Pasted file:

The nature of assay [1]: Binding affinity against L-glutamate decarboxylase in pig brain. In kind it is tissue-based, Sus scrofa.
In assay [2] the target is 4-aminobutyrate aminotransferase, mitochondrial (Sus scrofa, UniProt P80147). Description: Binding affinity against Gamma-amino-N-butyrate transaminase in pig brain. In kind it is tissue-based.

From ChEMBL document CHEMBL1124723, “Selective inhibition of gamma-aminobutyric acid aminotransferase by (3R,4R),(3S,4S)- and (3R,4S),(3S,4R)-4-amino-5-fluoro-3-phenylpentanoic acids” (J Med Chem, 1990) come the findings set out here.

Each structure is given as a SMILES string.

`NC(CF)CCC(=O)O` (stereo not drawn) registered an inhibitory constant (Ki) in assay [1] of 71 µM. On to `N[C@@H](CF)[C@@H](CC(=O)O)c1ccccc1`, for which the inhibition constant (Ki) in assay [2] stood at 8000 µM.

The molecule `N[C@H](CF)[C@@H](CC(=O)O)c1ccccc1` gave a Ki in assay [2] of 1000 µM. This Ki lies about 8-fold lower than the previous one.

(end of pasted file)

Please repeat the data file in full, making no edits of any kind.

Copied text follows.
The nature of assay [1]: Binding affinity against L-glutamate decarboxylase in pig brain. In kind it is tissue-based, Sus scrofa.
In assay [2] the target is 4-aminobutyrate aminotransferase, mitochondrial (Sus scrofa, UniProt P80147). Description: Binding affinity against Gamma-amino-N-butyrate transaminase in pig brain. In kind it is tissue-based.

From ChEMBL document CHEMBL1124723, “Selective inhibition of gamma-aminobutyric acid aminotransferase by (3R,4R),(3S,4S)- and (3R,4S),(3S,4R)-4-amino-5-fluoro-3-phenylpentanoic acids” (J Med Chem, 1990) come the findings set out here.

Each structure is given as a SMILES string.

`NC(CF)CCC(=O)O` (stereo not drawn) registered an inhibitory constant (Ki) in assay [1] of 71 µM. On to `N[C@@H](CF)[C@@H](CC(=O)O)c1ccccc1`, for which the inhibition constant (Ki) in assay [2] stood at 8000 µM.

The molecule `N[C@H](CF)[C@@H](CC(=O)O)c1ccccc1` gave a Ki in assay [2] of 1000 µM. This Ki lies about 8-fold lower than the previous one.